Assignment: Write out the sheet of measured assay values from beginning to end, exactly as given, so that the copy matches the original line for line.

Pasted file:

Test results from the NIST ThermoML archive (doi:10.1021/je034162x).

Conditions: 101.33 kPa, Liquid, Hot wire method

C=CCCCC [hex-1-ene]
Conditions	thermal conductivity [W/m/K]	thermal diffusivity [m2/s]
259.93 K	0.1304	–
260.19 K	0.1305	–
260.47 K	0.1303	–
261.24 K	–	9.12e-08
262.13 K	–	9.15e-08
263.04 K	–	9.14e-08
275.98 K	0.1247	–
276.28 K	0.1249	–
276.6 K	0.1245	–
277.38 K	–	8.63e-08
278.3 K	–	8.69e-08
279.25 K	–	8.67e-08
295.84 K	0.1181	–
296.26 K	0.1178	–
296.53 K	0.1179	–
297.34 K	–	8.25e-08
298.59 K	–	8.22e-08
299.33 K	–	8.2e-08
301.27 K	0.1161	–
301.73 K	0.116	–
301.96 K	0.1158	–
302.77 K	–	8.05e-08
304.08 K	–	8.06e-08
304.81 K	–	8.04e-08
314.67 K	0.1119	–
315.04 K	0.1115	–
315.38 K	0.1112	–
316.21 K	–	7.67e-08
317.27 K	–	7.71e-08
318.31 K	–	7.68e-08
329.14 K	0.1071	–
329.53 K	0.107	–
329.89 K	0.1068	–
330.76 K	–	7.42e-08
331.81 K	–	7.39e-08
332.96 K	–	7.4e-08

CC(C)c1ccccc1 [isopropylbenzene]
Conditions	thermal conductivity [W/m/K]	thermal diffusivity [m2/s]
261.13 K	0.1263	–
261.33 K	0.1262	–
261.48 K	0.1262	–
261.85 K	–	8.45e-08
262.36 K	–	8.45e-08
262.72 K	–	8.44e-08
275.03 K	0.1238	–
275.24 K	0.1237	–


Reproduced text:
Test results from the NIST ThermoML archive (doi:10.1021/je034162x).

Conditions: 101.33 kPa, Liquid, Hot wire method

C=CCCCC [hex-1-ene]
Conditions	thermal conductivity [W/m/K]	thermal diffusivity [m2/s]
259.93 K	0.1304	–
260.19 K	0.1305	–
260.47 K	0.1303	–
261.24 K	–	9.12e-08
262.13 K	–	9.15e-08
263.04 K	–	9.14e-08
275.98 K	0.1247	–
276.28 K	0.1249	–
276.6 K	0.1245	–
277.38 K	–	8.63e-08
278.3 K	–	8.69e-08
279.25 K	–	8.67e-08
295.84 K	0.1181	–
296.26 K	0.1178	–
296.53 K	0.1179	–
297.34 K	–	8.25e-08
298.59 K	–	8.22e-08
299.33 K	–	8.2e-08
301.27 K	0.1161	–
301.73 K	0.116	–
301.96 K	0.1158	–
302.77 K	–	8.05e-08
304.08 K	–	8.06e-08
304.81 K	–	8.04e-08
314.67 K	0.1119	–
315.04 K	0.1115	–
315.38 K	0.1112	–
316.21 K	–	7.67e-08
317.27 K	–	7.71e-08
318.31 K	–	7.68e-08
329.14 K	0.1071	–
329.53 K	0.107	–
329.89 K	0.1068	–
330.76 K	–	7.42e-08
331.81 K	–	7.39e-08
332.96 K	–	7.4e-08

CC(C)c1ccccc1 [isopropylbenzene]
Conditions	thermal conductivity [W/m/K]	thermal diffusivity [m2/s]
261.13 K	0.1263	–
261.33 K	0.1262	–
261.48 K	0.1262	–
261.85 K	–	8.45e-08
262.36 K	–	8.45e-08
262.72 K	–	8.44e-08
275.03 K	0.1238	–
275.24 K	0.1237	–